Share on other sites

Hi! I'm with All Border Collie Rescue in Texas....Heartworm Central. We rescue 250+ dogs per year . Over 30% we treat for Heartworm. We use the slow kill method on dogs that are old or in poor health and are high HW positive. Ones that are young, healthy and low HW positive we treat normally. We have good results with both methods. Your rescue should have a vet that provides a substantial discount for the treatments. If not....shop around.

 

On a side note: It's shameful that the rescue would treat you that way. Our dogs are always fully vetted and we treat dogs (not euthanize them) that are Heartworm positive. We supply Heartworm preventative to all our fosters year round. Our Vet bills last year were over $125,000 and we are proud that we adopt out healthy dogs. We solicit donations and work fundraisers to pay these vet bills. It's what we do as a responsible rescue.

Link to post
Share on other sites

My first dog was diagonosed with heartworm a couple of years after we had her, they think she most have only just got it when we got her, and heartguard kept its growth rate down. She was treated with the traditional 2 injections 24 hours apart, the first injection did cause her a lot of pain. She was not crated but kept in the house, and we just made sure she she did not run around. She lived till she was almost 15.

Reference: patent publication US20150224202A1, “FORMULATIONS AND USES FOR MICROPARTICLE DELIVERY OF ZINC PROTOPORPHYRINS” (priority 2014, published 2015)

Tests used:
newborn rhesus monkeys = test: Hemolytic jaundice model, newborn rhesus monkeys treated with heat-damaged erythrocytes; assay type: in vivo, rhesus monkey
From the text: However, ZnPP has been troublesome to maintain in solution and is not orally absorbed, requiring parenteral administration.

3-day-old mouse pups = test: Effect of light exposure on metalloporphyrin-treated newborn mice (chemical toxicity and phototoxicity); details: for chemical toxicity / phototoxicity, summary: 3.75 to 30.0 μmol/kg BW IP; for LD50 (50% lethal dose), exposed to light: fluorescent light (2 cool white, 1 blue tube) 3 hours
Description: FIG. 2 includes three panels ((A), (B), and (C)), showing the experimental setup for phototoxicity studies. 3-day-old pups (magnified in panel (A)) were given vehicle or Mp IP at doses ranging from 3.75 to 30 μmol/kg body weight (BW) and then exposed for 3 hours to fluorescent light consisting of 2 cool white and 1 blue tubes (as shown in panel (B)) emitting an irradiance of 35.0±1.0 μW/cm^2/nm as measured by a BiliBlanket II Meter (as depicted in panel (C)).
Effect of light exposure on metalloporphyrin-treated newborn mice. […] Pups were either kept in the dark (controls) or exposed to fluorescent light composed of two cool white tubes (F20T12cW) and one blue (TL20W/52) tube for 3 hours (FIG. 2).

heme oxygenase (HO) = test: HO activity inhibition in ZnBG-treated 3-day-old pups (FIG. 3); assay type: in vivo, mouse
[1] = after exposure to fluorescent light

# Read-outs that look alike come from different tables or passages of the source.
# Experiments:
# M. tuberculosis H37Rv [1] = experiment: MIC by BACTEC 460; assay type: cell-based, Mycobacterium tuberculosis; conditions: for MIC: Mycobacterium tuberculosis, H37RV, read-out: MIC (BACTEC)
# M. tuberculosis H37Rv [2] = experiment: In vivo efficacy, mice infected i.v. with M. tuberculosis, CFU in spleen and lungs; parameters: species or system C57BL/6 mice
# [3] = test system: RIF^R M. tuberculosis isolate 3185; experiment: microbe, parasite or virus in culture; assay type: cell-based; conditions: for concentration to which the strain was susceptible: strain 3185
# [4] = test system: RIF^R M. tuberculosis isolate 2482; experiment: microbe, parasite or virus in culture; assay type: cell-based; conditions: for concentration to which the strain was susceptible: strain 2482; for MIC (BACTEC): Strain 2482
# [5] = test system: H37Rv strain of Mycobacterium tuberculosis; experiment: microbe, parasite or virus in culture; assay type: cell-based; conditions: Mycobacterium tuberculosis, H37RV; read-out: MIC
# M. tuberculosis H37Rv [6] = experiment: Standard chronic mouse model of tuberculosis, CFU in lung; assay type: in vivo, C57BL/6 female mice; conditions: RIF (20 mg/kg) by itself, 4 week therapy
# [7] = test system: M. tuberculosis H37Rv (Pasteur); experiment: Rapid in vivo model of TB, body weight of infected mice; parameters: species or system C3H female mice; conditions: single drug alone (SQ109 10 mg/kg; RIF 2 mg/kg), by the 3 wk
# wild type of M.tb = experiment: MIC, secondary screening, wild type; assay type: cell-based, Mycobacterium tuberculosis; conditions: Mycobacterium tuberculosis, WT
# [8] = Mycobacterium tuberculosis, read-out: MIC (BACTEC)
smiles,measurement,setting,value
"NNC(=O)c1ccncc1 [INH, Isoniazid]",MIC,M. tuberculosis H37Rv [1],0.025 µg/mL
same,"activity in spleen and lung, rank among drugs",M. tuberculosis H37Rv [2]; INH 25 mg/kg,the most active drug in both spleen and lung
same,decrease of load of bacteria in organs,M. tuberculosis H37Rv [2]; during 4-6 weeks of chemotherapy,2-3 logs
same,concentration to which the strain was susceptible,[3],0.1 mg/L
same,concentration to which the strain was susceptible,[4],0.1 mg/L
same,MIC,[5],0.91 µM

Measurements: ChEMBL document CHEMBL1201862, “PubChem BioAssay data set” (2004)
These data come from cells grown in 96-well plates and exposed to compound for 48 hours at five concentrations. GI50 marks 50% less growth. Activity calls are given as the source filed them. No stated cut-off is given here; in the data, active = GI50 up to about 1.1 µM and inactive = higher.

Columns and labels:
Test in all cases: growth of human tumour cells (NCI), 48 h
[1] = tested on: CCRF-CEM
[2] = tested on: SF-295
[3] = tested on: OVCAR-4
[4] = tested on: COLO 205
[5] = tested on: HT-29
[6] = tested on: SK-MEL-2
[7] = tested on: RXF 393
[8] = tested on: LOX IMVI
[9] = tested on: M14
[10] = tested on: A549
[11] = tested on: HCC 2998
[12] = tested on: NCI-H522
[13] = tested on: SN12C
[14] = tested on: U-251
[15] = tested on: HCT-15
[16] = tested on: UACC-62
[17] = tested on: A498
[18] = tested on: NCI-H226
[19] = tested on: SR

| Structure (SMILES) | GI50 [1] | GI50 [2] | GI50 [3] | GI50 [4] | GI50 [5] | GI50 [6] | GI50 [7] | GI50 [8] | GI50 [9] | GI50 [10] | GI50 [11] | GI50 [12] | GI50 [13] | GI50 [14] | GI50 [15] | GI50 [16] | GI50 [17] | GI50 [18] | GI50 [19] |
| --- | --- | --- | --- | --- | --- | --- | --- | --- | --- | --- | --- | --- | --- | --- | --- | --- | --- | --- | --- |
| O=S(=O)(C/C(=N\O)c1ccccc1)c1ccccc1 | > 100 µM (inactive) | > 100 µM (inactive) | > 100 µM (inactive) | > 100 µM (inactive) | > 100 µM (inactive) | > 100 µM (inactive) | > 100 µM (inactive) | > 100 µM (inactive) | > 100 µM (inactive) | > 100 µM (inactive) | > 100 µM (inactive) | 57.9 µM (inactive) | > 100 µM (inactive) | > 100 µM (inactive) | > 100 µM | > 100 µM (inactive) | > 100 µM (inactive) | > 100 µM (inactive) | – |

Link to post
Share on other sites

Join the conversation

You can post now and register later. If you have an account, sign in now to post with your account.

Guest
Reply to this topic...

×   Pasted as rich text.   Paste as plain text instead

  Only 75 emoji are allowed.

×   Your link has been automatically embedded.   Display as a link instead

×   Your previous content has been restored.   Clear editor

×   You cannot paste images directly. Upload or insert images from URL.

×
×
  • Create New...